Wed, 26 Oct 2016 18:55:00
Here’s a fun story.
Not sure about the ending.
But it’s looking good.
Back in 2009, my hometown buddy Jim Solberg and I decided to build a hop company. Our goal was to bring new flavors to your beer pint glass.
We built a pellet mill that specialized in preserving the lupulin glands, the happy place from which the flavor flows. And we partnered with OSU to breed new aroma hops.
At the time, Oregon hop acreage was nearing it’s historical lows. Our goal was to help Oregon hop farmers return to those days of glory 70 years ago when our state cultivated 30,000 acres.
Fast forward seven years. Thanks to our farm partners, our scientific advisors at OSU, a small army of brewers, and the Willamette Valley’s hop-hearty pollen rich atmosphere, we are pleased to report the rise of a budding prospect: X-331. Our little darling is the offspring of a German Maiden, Perle, and an open-pollinated Rogue Oregon Hop Stud.
Worthy introduced X-331 in our recent LookOut Freshop. Our customers noted it’s dank aroma, reminiscent of weed, and it’s tropical fruit forward flavor, with notes of passion fruit and mango.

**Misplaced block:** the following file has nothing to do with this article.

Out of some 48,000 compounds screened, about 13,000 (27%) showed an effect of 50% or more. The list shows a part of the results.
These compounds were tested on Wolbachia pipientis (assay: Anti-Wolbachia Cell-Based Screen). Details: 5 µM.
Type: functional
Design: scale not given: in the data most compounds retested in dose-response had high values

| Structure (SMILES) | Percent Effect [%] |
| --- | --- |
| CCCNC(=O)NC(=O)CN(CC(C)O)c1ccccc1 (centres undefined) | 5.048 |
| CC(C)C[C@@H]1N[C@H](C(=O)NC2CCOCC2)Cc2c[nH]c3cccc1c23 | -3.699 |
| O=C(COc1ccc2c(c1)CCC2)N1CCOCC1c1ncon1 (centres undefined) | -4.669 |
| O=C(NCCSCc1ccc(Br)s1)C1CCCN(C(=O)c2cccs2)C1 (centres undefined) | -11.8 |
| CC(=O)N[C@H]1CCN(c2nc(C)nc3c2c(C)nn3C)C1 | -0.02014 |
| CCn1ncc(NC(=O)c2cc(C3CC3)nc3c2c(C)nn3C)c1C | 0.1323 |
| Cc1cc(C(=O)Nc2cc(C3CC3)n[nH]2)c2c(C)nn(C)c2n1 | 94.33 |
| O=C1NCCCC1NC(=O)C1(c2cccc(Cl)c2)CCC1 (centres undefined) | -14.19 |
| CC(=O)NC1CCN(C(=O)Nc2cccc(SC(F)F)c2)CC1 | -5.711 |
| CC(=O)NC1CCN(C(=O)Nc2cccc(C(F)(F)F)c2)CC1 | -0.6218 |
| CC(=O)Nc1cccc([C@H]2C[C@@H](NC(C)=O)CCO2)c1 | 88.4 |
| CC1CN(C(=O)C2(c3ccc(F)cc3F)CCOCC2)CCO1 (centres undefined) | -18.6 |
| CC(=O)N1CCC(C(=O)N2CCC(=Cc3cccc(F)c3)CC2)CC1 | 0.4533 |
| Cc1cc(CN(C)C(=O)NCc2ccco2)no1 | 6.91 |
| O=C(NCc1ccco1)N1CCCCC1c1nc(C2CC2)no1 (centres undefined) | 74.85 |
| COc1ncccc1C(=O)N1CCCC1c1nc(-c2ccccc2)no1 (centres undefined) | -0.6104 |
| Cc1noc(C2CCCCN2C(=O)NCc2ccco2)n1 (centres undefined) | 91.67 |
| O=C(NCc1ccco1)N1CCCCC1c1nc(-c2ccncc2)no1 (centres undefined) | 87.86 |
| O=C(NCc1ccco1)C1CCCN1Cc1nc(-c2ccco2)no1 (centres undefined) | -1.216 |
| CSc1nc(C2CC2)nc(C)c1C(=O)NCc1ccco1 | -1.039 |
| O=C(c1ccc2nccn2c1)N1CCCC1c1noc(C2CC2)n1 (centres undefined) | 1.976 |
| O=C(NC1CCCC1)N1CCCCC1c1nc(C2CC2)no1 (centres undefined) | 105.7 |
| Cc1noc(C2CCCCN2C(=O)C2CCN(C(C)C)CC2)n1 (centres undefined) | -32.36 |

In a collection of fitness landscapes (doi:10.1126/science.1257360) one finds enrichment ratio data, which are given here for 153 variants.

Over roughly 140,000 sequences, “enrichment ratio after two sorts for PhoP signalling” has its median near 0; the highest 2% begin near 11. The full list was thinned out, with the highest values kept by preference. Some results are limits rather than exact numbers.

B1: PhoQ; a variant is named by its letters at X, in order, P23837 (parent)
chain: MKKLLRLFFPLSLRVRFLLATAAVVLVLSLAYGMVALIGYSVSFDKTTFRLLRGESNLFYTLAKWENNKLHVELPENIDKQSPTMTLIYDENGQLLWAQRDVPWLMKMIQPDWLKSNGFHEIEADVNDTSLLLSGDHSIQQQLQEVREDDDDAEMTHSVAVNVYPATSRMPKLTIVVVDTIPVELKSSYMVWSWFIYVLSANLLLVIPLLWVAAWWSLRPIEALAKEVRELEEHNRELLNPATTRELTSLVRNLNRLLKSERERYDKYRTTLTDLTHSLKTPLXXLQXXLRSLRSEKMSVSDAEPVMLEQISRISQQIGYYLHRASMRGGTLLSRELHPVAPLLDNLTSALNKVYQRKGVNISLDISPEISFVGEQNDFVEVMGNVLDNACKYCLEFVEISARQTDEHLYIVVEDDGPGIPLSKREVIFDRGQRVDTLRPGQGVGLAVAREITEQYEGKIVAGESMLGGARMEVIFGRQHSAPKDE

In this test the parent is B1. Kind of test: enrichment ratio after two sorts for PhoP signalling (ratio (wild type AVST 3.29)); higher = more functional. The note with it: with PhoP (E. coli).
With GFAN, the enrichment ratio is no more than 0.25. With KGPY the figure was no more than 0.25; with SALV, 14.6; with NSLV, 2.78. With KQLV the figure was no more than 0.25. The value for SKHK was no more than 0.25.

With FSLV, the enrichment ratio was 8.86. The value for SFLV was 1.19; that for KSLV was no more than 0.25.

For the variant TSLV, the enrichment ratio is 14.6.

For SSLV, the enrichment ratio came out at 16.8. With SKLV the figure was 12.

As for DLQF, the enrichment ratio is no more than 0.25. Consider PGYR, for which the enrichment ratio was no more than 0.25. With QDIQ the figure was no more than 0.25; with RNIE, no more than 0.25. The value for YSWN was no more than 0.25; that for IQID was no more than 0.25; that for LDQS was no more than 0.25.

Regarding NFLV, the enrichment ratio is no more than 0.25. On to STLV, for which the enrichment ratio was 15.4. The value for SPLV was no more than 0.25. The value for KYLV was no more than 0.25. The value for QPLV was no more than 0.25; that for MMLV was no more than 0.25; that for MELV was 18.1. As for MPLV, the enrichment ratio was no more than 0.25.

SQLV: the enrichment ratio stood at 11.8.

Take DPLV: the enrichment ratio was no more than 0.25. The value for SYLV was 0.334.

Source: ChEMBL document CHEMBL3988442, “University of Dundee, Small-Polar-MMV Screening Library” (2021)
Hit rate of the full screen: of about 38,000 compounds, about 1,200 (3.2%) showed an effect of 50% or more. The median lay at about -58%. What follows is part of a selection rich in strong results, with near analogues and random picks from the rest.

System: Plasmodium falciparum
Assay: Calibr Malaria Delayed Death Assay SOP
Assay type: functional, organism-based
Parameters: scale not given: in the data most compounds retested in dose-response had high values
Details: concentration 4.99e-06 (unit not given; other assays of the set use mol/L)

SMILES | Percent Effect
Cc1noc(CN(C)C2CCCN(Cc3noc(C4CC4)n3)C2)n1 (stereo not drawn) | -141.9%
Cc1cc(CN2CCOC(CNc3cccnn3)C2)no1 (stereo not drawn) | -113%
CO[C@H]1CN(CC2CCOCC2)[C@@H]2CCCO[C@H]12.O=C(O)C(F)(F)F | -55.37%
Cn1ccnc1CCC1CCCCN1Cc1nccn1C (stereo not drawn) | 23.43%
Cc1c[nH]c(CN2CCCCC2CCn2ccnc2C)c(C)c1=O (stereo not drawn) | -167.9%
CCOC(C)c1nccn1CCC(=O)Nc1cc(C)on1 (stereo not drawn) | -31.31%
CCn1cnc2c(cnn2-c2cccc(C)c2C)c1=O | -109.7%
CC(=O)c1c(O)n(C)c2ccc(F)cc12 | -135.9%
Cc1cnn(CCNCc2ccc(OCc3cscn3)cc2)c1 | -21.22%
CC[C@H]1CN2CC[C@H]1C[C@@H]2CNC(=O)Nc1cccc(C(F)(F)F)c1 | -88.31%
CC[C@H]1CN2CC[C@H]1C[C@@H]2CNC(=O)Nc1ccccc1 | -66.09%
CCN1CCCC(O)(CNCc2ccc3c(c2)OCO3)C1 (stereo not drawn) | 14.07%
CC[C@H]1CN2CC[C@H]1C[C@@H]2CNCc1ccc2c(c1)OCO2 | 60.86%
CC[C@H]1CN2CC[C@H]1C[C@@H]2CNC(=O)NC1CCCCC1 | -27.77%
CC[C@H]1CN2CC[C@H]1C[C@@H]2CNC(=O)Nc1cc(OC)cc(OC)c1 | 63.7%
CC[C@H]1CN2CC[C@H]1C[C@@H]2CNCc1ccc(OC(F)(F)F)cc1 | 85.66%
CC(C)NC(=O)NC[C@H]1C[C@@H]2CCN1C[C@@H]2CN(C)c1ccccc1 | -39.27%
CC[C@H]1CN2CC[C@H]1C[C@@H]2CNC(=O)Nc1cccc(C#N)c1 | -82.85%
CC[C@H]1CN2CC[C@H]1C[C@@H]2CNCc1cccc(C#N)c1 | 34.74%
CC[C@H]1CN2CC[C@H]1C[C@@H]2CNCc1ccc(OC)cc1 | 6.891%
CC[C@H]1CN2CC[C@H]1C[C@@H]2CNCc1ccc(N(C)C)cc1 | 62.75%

Back in 2011, when Jim first gave X-331 a rub and a sniff, his eyes closed and he went back to his days of youth roaming through the Corvallis countryside, feasting on blackberries and plucking the low hanging fruit, all the while entranced by the omnipresent aroma of “Indian Tobacco.” You know, the kind of day you wish would never end.
Our brewers liked it so much we’re working on a new beer, which we’ll call Hop Star, featuring X-331. We’ll be experimenting with this new “one hop wonder” in the next three pilot batches from our Heart & Soul Series. Stay tuned. We’d love your feedback.
Meanwhile, if you’re interested in hop breeding, take a look at this powerpoint here. You’ll share our pride in noting that since 2010:
In the end, to build anything new and valuable, it takes a village. Worthy is grateful to Indie Hops, OSU, Goschie Farms, Coleman Farms, and all of the wonderful, smart and eager brewers who over the years have stepped up to help us narrow down the field of over 10,000 seeds a year to the 4 or 5 keepers that might one day, with a little bit of good luck, wind up in your pint glass.